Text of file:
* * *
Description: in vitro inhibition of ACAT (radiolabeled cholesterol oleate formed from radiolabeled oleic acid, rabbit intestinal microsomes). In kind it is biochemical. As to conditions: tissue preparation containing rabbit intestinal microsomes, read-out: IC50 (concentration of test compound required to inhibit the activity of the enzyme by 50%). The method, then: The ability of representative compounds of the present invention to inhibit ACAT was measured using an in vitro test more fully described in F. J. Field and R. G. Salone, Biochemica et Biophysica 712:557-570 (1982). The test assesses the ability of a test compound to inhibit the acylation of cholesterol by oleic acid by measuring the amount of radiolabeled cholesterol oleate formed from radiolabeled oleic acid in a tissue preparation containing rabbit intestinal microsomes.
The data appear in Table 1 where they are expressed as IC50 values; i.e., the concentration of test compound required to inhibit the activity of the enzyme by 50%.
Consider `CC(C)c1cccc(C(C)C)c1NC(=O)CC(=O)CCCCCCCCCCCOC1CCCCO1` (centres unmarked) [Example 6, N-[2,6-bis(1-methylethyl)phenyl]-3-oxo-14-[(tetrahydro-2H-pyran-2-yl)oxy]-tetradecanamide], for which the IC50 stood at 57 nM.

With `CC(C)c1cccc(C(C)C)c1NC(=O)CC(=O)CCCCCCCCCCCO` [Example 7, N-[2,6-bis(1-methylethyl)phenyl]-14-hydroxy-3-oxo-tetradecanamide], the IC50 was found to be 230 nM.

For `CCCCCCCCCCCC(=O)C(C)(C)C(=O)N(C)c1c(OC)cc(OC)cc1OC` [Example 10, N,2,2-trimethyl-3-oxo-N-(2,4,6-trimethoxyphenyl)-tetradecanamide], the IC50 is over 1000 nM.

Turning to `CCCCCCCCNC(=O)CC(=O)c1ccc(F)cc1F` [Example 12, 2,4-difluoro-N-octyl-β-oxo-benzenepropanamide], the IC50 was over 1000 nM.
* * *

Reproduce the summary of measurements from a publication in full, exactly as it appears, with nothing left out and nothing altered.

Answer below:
Description: in vitro inhibition of ACAT (radiolabeled cholesterol oleate formed from radiolabeled oleic acid, rabbit intestinal microsomes). In kind it is biochemical. As to conditions: tissue preparation containing rabbit intestinal microsomes, read-out: IC50 (concentration of test compound required to inhibit the activity of the enzyme by 50%). The method, then: The ability of representative compounds of the present invention to inhibit ACAT was measured using an in vitro test more fully described in F. J. Field and R. G. Salone, Biochemica et Biophysica 712:557-570 (1982). The test assesses the ability of a test compound to inhibit the acylation of cholesterol by oleic acid by measuring the amount of radiolabeled cholesterol oleate formed from radiolabeled oleic acid in a tissue preparation containing rabbit intestinal microsomes.
The data appear in Table 1 where they are expressed as IC50 values; i.e., the concentration of test compound required to inhibit the activity of the enzyme by 50%.
Consider `CC(C)c1cccc(C(C)C)c1NC(=O)CC(=O)CCCCCCCCCCCOC1CCCCO1` (centres unmarked) [Example 6, N-[2,6-bis(1-methylethyl)phenyl]-3-oxo-14-[(tetrahydro-2H-pyran-2-yl)oxy]-tetradecanamide], for which the IC50 stood at 57 nM.

With `CC(C)c1cccc(C(C)C)c1NC(=O)CC(=O)CCCCCCCCCCCO` [Example 7, N-[2,6-bis(1-methylethyl)phenyl]-14-hydroxy-3-oxo-tetradecanamide], the IC50 was found to be 230 nM.

For `CCCCCCCCCCCC(=O)C(C)(C)C(=O)N(C)c1c(OC)cc(OC)cc1OC` [Example 10, N,2,2-trimethyl-3-oxo-N-(2,4,6-trimethoxyphenyl)-tetradecanamide], the IC50 is over 1000 nM.

Turning to `CCCCCCCCNC(=O)CC(=O)c1ccc(F)cc1F` [Example 12, 2,4-difluoro-N-octyl-β-oxo-benzenepropanamide], the IC50 was over 1000 nM.